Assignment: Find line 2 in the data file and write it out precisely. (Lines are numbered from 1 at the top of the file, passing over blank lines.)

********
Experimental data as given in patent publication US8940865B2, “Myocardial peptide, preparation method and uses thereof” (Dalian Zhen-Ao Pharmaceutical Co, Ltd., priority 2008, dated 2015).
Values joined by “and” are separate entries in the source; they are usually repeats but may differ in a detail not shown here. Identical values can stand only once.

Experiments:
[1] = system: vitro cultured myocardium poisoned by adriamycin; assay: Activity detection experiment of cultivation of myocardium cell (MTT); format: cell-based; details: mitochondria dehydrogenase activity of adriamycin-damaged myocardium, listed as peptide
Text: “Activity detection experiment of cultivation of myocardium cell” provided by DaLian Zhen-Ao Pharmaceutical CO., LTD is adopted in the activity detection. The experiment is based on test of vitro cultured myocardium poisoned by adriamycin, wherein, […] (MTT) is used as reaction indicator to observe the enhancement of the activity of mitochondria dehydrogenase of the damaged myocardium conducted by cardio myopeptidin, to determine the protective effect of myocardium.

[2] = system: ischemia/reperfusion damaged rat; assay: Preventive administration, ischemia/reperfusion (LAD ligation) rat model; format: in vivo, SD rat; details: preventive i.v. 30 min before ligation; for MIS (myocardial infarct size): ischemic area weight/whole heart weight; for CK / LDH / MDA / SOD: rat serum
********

Values joined by “and” are separate entries in the source; they are usually repeats but may differ in a detail not shown here. Identical values can stand only once.